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29 June 2020

Australian ACSC warns about cyber campaign against organizations in the country


Australian ACSC warns about cyber campaign against organizations in the country

The Australian government has released a 48-page report describing the techniques, tactics, and procedures associated with threat actor that targeted organizations and companies in Australia. According to the report, behind the cyber campaign is a sophisticated state-based actor, which has been observed using “proof of concept exploit code, web shells and other tools copied almost identically from open source.”

The malicious actor targets public facing infrastructure, primarily via RCE-vulnerabilities in unpatched versions of Telerik user interface (UI). These vulnerabilities are CVE-2019-18935, CVE-2017-9248, CVE-2017-11317, CVE-2017-11357, exploit code for which is publicly available.

In other cases the threat actor has been observed targeting public facing infrastructure using a deserialisation vulnerability in Microsoft Internet Information Services (IIS), a 2019 SharePoint vulnerability (CVE-2019-0604) and the 2019 Citrix vulnerability (CVE-2019-19781).

“The actor has shown the capability to quickly leverage public exploit proof of concepts (POCs) to target networks of interest and regularly conducts reconnaissance of target networks looking for vulnerable services, potentially maintaining a list of public facing services to quickly target following future vulnerability releases. The actor has also shown an aptitude for identifying development, test and orphaned services that are not well known or maintained by victim organizations,” according to the report.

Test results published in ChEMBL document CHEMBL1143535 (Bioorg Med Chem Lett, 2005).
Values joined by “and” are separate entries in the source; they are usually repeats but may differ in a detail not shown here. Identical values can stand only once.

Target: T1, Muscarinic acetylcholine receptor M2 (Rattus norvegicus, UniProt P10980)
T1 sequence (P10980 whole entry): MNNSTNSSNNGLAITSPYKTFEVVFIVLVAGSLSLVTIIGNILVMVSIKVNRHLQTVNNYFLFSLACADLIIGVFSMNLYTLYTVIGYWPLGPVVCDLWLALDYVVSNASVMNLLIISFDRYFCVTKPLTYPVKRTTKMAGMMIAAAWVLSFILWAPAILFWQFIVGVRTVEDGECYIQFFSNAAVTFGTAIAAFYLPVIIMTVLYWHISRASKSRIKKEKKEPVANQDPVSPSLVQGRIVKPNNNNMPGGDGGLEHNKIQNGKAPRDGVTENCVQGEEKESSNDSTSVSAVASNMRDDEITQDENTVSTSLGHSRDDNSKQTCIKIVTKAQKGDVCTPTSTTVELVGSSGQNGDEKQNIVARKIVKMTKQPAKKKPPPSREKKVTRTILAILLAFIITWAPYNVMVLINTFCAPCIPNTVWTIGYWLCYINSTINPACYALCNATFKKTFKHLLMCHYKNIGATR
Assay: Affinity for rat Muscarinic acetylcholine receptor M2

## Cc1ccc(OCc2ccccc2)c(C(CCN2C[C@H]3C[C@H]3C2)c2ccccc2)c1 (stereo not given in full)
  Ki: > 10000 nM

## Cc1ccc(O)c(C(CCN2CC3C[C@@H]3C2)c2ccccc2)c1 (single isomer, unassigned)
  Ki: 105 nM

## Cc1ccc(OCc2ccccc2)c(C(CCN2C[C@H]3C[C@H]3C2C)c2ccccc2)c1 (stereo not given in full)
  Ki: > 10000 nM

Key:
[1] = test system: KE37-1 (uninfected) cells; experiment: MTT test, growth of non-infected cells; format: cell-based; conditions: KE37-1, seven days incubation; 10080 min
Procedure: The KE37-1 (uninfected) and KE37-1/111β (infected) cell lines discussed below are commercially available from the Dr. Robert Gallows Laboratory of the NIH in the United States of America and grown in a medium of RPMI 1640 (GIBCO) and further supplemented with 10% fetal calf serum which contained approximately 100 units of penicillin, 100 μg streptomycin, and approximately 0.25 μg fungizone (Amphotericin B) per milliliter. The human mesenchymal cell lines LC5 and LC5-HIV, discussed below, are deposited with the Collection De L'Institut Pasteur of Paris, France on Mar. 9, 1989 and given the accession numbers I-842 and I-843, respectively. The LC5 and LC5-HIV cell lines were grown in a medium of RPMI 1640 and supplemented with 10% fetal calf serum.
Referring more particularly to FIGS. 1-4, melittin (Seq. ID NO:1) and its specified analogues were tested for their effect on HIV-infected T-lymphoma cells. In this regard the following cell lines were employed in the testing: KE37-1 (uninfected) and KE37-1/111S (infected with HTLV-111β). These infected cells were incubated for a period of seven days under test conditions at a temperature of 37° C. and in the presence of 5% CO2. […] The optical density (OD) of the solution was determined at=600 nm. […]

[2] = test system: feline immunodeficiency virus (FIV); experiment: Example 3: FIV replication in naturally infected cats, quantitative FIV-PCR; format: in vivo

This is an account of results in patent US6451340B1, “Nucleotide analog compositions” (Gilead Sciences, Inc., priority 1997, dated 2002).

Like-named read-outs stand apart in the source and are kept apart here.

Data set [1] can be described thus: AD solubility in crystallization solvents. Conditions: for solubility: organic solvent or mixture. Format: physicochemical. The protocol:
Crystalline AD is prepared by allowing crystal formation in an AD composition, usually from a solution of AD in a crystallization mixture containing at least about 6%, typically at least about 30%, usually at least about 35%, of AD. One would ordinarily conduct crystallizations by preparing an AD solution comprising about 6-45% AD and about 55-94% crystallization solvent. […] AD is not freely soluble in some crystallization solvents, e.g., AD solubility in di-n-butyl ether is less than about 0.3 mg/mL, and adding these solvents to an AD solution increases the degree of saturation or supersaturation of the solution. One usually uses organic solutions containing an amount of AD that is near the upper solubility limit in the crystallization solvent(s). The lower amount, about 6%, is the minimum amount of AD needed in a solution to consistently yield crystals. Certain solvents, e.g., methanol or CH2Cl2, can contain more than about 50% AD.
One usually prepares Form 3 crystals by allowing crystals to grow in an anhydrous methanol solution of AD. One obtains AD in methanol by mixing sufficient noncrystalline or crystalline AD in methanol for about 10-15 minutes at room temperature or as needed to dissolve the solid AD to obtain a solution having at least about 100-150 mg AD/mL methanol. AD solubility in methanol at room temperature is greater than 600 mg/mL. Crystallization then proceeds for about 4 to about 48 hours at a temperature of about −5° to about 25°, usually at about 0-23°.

If the attacker fails to compromise the target infrastructure using the exploits, the threat actor turns to spear phishing attacks that involve the use of links to credential harvesting websites; emails with links to malicious files, or with the malicious file directly attached; links prompting users to grant Office 365 OAuth tokens to the actor; use of email tracking services to identify the email opening and lure click through events.

Once gaining access to a target network, the malicious actor leveraged open source and custom tools to achieve persistence on a system and interact with the victim network. Within the victim network, the attackers attempted to escalate privileges to SYSTEM using common tools, including Juicy Potato and RottenPotatoNG utilities.

According to the ACSC, the attackers did not carry out any disruptive or destructive activities within victim environments. In observed attacks the threat actors used the Korplug malware (aka PlugX) which is a Remote Access Tool (RAT) that has been associated with Chinese APT groups, such as OceanLotus, to load a Cobalt Strike payload.

The attackers also have been observed using the open-source PowerShell Empire post-exploitation framework.

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